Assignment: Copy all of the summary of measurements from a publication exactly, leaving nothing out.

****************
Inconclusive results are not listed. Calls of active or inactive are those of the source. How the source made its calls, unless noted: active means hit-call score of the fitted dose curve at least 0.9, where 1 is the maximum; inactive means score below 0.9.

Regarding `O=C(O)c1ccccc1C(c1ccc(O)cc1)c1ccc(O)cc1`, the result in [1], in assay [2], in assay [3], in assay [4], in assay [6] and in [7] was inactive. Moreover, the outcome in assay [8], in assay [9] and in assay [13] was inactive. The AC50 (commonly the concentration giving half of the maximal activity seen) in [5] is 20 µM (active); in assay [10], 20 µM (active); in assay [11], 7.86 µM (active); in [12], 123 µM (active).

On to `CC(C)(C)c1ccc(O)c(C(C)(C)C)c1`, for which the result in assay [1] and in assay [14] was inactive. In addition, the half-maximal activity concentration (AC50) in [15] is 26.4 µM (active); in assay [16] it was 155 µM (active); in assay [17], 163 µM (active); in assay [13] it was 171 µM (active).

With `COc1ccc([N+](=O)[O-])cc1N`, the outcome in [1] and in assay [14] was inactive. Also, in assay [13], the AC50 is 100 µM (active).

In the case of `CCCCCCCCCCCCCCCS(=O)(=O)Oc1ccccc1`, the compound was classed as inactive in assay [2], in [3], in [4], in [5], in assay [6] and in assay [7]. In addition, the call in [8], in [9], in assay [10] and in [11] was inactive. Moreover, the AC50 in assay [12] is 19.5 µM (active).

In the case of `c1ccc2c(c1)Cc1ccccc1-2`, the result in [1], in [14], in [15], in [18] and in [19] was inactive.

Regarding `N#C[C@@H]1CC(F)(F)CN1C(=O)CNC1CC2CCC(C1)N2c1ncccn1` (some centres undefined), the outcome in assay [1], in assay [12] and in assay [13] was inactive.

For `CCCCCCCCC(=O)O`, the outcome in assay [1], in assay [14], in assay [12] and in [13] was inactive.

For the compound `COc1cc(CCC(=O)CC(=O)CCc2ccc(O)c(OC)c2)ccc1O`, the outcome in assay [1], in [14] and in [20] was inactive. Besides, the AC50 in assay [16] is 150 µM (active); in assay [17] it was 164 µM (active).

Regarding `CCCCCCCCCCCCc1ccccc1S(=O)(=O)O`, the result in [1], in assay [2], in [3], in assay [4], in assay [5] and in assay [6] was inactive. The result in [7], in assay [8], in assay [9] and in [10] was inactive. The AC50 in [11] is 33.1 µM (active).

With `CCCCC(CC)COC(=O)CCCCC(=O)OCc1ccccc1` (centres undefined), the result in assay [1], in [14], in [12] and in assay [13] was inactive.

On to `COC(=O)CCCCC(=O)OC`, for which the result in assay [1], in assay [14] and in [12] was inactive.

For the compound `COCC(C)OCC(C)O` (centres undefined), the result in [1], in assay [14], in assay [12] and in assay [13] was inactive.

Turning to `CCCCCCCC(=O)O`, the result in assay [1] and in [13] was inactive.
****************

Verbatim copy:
Inconclusive results are not listed. Calls of active or inactive are those of the source. How the source made its calls, unless noted: active means hit-call score of the fitted dose curve at least 0.9, where 1 is the maximum; inactive means score below 0.9.

Regarding `O=C(O)c1ccccc1C(c1ccc(O)cc1)c1ccc(O)cc1`, the result in [1], in assay [2], in assay [3], in assay [4], in assay [6] and in [7] was inactive. Moreover, the outcome in assay [8], in assay [9] and in assay [13] was inactive. The AC50 (commonly the concentration giving half of the maximal activity seen) in [5] is 20 µM (active); in assay [10], 20 µM (active); in assay [11], 7.86 µM (active); in [12], 123 µM (active).

On to `CC(C)(C)c1ccc(O)c(C(C)(C)C)c1`, for which the result in assay [1] and in assay [14] was inactive. In addition, the half-maximal activity concentration (AC50) in [15] is 26.4 µM (active); in assay [16] it was 155 µM (active); in assay [17], 163 µM (active); in assay [13] it was 171 µM (active).

With `COc1ccc([N+](=O)[O-])cc1N`, the outcome in [1] and in assay [14] was inactive. Also, in assay [13], the AC50 is 100 µM (active).

In the case of `CCCCCCCCCCCCCCCS(=O)(=O)Oc1ccccc1`, the compound was classed as inactive in assay [2], in [3], in [4], in [5], in assay [6] and in assay [7]. In addition, the call in [8], in [9], in assay [10] and in [11] was inactive. Moreover, the AC50 in assay [12] is 19.5 µM (active).

In the case of `c1ccc2c(c1)Cc1ccccc1-2`, the result in [1], in [14], in [15], in [18] and in [19] was inactive.

Regarding `N#C[C@@H]1CC(F)(F)CN1C(=O)CNC1CC2CCC(C1)N2c1ncccn1` (some centres undefined), the outcome in assay [1], in assay [12] and in assay [13] was inactive.

For `CCCCCCCCC(=O)O`, the outcome in assay [1], in assay [14], in assay [12] and in [13] was inactive.

For the compound `COc1cc(CCC(=O)CC(=O)CCc2ccc(O)c(OC)c2)ccc1O`, the outcome in assay [1], in [14] and in [20] was inactive. Besides, the AC50 in assay [16] is 150 µM (active); in assay [17] it was 164 µM (active).

Regarding `CCCCCCCCCCCCc1ccccc1S(=O)(=O)O`, the result in [1], in assay [2], in [3], in assay [4], in assay [5] and in assay [6] was inactive. The result in [7], in assay [8], in assay [9] and in [10] was inactive. The AC50 in [11] is 33.1 µM (active).

With `CCCCC(CC)COC(=O)CCCCC(=O)OCc1ccccc1` (centres undefined), the result in assay [1], in [14], in [12] and in assay [13] was inactive.

On to `COC(=O)CCCCC(=O)OC`, for which the result in assay [1], in assay [14] and in [12] was inactive.

For the compound `COCC(C)OCC(C)O` (centres undefined), the result in [1], in assay [14], in assay [12] and in assay [13] was inactive.

Turning to `CCCCCCCC(=O)O`, the result in assay [1] and in [13] was inactive.